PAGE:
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Editorial

May 19, 2017

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Claiming Jadhav

Claiming Jadhav

In the first round of the legal battle over the fate of Kulbushan Jadhav at The Hague, the International Court of Justice stayed his execution and rejected Pakistan’s contention that the court did not have jurisdiction over the case. The decision came as a surprise to Pakistan which maintained that its 2008 bilateral agreement over consular access, which does not extend to spies, precluded ICJ involvement. This case now establishes that the Vienna Convention applies even to those who are alleged to be spies. Pakistan had told the ICJ that it would not execute Jadhav before August at the earliest until he exhausted his legal options, including applying for clemency. But since the ICJ case will take much longer than that – possibly two to three years – it has barred Pakistan from executing him till a verdict is reached. Pakistan’s reaction to the verdict shows that the decision came as a bolt from the blue. A statement put out by the Foreign Office maintained that no outside institution can be a party to our national security, which indicates that we are not accepting the order. But the Attorney General of Pakistan’s office put out a more measured statement, pointing out that the ICJ still has not ruled against Pakistan in the final matter of Jadhav’s guilt. While saying that the court’s decision has not changed the status of the case in our eyes, we will pursue the case to its logical end.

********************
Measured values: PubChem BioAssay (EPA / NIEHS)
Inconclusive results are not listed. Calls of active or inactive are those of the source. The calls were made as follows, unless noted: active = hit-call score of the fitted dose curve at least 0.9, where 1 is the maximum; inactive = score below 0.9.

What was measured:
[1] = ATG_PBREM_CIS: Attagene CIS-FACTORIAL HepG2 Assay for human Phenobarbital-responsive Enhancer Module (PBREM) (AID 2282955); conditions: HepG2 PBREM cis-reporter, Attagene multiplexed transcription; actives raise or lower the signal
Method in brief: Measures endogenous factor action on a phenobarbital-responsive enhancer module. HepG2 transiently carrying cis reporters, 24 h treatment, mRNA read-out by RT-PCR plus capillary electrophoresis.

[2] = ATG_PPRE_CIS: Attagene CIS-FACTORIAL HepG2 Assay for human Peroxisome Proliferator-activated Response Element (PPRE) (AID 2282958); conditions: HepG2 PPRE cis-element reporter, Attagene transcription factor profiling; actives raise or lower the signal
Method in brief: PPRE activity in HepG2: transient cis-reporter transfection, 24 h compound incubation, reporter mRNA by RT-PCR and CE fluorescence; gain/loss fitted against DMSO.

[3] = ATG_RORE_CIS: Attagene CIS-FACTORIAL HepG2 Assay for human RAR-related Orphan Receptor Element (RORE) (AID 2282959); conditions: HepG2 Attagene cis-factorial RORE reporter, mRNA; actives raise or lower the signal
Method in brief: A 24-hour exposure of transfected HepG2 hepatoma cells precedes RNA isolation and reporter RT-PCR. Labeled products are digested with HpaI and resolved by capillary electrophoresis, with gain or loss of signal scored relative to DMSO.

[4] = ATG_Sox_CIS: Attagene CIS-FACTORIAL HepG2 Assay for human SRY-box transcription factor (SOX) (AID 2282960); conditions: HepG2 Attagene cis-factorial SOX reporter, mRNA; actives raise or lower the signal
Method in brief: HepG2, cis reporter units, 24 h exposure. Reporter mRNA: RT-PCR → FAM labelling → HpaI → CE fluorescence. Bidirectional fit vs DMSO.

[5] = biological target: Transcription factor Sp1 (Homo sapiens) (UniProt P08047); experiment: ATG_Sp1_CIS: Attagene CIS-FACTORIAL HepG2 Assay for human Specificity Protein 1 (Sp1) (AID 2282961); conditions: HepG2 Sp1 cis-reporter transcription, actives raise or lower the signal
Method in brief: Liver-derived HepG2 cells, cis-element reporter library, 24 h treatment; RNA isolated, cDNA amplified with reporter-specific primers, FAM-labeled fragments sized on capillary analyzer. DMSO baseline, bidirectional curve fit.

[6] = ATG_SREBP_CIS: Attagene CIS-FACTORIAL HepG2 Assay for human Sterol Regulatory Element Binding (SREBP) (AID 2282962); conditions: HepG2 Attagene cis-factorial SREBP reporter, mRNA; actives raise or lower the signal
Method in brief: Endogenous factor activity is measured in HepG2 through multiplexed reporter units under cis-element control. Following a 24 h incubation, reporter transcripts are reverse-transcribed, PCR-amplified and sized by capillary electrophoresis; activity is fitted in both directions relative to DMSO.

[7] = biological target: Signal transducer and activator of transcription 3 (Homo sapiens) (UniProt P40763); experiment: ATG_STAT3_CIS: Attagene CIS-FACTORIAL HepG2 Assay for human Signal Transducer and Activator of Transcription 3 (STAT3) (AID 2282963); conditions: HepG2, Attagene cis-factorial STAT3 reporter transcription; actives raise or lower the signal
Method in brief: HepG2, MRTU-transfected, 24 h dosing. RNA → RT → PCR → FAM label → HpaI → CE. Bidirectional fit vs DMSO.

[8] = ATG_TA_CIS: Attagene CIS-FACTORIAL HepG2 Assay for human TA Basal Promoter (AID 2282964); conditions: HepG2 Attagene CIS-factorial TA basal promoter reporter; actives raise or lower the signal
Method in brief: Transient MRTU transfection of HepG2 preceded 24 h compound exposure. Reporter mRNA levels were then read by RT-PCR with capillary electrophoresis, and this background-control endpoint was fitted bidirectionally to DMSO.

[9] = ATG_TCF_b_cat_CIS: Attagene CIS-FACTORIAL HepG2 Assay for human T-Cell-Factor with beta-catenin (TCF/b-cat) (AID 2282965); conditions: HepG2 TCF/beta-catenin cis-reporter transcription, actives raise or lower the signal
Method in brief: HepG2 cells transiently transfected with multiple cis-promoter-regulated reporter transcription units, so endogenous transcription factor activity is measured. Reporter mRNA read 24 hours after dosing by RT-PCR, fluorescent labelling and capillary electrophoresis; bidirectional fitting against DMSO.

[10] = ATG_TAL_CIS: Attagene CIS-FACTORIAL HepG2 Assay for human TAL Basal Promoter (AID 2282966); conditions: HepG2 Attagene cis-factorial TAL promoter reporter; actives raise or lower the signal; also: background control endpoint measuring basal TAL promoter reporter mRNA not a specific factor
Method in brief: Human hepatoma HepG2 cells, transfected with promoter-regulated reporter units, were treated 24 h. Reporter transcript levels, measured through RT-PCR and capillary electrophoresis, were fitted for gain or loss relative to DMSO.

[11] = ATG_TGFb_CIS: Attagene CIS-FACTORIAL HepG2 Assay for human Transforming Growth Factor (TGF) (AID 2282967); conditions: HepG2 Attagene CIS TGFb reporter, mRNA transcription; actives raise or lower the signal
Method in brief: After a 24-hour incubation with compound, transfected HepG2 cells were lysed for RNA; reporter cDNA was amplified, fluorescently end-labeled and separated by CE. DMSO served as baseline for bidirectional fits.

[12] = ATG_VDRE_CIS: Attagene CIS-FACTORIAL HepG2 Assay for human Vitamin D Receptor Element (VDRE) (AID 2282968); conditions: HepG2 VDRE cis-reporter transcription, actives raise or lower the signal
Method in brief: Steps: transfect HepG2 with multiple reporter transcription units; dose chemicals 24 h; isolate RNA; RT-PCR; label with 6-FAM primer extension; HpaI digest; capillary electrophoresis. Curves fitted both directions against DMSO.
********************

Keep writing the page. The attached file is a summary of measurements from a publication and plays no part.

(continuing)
That would imply Pakistan will continue to present its case to the ICJ. This is the prudent thing to do since taking unilateral action when expressly forbidden to do so by the ICJ could hurt us diplomatically and take the spotlight away from Jadhav’s undoubted spying in the country. This may also present an opportunity to negotiate bilaterally with India to resolve the issue. What we also need to do is point out that India’s gloating over this initial victory betrays its hypocrisy. It is India which has continually maintained that outstanding issues should only be discussed between the two countries without involving any outside party. Now that it found it was not getting its way, it immediately rushed to the ICJ to get relief. We also need to keep pointing out the facts of Jadhav’s case: that he was found in Balochistan with fake identification and that he confessed to spying and a host of other crimes. We will have a chance to present the case in the ICJ but need to win in the court of public opinion too.

 

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